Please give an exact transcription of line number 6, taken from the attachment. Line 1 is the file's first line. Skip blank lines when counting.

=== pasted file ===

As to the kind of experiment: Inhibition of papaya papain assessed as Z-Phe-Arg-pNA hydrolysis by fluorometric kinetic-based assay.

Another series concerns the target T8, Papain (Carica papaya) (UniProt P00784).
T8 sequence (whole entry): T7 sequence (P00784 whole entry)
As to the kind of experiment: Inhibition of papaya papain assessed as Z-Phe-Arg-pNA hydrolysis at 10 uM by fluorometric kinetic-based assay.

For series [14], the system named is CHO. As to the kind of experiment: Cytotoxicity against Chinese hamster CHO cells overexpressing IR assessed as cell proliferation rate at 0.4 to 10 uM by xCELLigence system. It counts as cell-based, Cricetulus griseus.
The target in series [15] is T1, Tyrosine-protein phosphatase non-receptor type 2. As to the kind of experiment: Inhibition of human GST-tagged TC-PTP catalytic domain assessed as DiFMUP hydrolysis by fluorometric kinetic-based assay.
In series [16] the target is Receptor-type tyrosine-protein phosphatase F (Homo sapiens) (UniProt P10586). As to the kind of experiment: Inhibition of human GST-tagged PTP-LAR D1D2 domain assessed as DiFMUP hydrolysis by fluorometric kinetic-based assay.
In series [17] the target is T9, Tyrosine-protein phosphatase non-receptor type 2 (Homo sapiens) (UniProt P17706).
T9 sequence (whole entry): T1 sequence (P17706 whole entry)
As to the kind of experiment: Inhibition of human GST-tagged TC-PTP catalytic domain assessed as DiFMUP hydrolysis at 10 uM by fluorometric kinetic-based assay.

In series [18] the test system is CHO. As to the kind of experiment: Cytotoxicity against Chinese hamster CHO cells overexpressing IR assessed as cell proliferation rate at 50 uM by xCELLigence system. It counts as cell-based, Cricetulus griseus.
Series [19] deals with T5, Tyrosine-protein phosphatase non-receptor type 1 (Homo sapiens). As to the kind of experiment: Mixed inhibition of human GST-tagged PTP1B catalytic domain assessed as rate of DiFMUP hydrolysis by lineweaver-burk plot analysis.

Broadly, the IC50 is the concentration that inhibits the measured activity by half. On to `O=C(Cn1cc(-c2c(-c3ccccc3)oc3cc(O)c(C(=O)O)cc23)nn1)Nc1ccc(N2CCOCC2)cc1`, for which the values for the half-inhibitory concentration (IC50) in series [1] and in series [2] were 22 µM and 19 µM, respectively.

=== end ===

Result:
The target in series [15] is T1, Tyrosine-protein phosphatase non-receptor type 2. As to the kind of experiment: Inhibition of human GST-tagged TC-PTP catalytic domain assessed as DiFMUP hydrolysis by fluorometric kinetic-based assay.